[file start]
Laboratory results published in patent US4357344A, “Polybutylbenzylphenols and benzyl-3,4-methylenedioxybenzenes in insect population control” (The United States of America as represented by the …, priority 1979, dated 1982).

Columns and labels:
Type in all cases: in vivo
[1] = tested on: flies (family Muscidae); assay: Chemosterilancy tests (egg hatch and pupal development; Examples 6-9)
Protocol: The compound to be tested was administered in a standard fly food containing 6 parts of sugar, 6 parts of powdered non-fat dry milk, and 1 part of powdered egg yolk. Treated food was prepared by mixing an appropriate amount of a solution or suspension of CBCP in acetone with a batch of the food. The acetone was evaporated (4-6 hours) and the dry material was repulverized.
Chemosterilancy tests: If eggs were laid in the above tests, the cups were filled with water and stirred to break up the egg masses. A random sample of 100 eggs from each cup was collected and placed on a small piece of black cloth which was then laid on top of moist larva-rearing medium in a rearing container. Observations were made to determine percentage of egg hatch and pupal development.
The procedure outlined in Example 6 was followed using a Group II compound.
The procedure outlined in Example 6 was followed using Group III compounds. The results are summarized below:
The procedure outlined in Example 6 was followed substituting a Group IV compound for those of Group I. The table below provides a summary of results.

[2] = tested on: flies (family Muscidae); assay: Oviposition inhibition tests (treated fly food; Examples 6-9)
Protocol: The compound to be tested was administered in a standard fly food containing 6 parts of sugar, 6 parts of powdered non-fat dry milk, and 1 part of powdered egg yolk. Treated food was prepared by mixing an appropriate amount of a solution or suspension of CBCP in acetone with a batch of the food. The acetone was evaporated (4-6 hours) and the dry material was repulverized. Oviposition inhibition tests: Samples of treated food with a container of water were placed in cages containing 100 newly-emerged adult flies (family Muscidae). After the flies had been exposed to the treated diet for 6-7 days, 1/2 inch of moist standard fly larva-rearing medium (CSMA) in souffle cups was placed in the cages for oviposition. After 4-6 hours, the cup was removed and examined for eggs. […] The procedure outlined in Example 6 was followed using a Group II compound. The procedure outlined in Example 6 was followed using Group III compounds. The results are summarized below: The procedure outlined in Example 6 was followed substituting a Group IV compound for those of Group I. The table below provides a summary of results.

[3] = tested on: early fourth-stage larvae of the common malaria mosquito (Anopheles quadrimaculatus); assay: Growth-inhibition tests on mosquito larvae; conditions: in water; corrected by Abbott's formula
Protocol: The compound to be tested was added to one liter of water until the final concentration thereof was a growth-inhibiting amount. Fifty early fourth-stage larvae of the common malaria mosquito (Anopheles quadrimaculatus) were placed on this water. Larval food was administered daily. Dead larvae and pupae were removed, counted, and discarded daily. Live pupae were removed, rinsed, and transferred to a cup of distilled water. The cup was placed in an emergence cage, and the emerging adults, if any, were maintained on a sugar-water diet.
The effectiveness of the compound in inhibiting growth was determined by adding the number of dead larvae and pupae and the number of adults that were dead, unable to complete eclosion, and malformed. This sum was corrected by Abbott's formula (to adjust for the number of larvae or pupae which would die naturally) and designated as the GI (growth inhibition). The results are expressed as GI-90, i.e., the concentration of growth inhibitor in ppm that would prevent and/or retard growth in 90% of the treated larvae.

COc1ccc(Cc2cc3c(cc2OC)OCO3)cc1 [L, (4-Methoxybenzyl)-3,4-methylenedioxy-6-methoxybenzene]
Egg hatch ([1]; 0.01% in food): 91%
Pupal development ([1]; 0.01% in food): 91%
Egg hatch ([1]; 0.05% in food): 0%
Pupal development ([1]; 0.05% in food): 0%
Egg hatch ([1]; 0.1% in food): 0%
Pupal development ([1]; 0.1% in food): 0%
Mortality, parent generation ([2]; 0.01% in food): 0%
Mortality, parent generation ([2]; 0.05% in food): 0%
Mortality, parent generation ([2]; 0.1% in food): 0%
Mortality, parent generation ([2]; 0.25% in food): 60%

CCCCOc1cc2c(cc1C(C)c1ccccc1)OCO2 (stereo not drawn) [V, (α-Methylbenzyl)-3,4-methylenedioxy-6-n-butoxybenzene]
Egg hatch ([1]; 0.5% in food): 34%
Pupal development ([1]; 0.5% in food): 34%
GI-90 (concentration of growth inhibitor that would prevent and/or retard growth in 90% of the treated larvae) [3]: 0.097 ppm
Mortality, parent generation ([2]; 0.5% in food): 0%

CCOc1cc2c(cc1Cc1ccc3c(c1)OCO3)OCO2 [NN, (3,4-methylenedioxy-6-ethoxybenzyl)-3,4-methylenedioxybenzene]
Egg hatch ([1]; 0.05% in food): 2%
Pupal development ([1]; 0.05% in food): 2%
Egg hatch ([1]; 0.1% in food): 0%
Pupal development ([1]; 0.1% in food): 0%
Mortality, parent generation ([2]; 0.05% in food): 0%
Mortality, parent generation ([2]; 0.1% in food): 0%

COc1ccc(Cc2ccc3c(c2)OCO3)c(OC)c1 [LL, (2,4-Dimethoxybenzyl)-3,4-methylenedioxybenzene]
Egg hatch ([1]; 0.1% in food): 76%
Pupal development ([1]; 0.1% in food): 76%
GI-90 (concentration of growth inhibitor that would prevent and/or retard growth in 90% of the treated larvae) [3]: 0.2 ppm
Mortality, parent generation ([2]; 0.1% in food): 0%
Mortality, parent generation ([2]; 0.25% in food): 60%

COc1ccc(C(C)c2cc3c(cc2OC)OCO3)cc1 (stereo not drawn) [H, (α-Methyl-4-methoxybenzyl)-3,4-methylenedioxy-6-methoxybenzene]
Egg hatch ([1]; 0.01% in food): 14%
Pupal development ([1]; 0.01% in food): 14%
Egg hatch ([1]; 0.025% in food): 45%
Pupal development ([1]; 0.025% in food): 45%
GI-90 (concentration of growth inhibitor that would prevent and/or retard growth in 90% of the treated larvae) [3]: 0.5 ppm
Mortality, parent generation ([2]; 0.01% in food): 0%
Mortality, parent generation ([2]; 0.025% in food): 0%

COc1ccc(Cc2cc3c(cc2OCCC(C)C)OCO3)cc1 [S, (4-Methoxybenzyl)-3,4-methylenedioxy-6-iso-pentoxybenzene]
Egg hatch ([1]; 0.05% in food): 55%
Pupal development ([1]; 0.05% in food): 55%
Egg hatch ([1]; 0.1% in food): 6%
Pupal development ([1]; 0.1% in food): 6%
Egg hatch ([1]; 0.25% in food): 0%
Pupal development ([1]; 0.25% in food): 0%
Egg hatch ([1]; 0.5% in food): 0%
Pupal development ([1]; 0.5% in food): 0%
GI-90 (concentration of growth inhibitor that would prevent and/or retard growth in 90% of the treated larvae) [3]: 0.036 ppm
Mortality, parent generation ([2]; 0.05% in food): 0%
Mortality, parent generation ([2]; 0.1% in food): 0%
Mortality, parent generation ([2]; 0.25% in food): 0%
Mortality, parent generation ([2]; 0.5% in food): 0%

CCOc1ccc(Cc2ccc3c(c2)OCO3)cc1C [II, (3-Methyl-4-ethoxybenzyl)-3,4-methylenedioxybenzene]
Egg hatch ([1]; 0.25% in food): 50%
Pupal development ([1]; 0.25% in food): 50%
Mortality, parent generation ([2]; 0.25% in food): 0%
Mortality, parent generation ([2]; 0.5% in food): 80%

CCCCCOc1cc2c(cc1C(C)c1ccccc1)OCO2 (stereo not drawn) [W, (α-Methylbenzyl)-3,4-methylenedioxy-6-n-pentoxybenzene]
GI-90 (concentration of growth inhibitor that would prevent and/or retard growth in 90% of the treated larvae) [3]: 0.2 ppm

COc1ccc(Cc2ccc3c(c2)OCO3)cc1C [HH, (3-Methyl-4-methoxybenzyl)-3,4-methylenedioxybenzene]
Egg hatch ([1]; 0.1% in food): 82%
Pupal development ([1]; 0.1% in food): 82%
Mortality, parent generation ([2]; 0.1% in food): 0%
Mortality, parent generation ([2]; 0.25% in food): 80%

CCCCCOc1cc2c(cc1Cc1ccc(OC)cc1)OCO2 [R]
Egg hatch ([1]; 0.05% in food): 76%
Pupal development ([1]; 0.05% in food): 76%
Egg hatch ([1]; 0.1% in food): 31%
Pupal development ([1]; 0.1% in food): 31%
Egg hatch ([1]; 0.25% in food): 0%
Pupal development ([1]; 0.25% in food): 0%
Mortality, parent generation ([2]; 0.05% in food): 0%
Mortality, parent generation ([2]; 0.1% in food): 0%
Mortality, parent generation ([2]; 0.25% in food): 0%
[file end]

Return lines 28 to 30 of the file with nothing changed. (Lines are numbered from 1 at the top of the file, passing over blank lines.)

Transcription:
Pupal development ([1]; 0.5% in food): 34%
GI-90 (concentration of growth inhibitor that would prevent and/or retard growth in 90% of the treated larvae) [3]: 0.097 ppm
Mortality, parent generation ([2]; 0.5% in food): 0%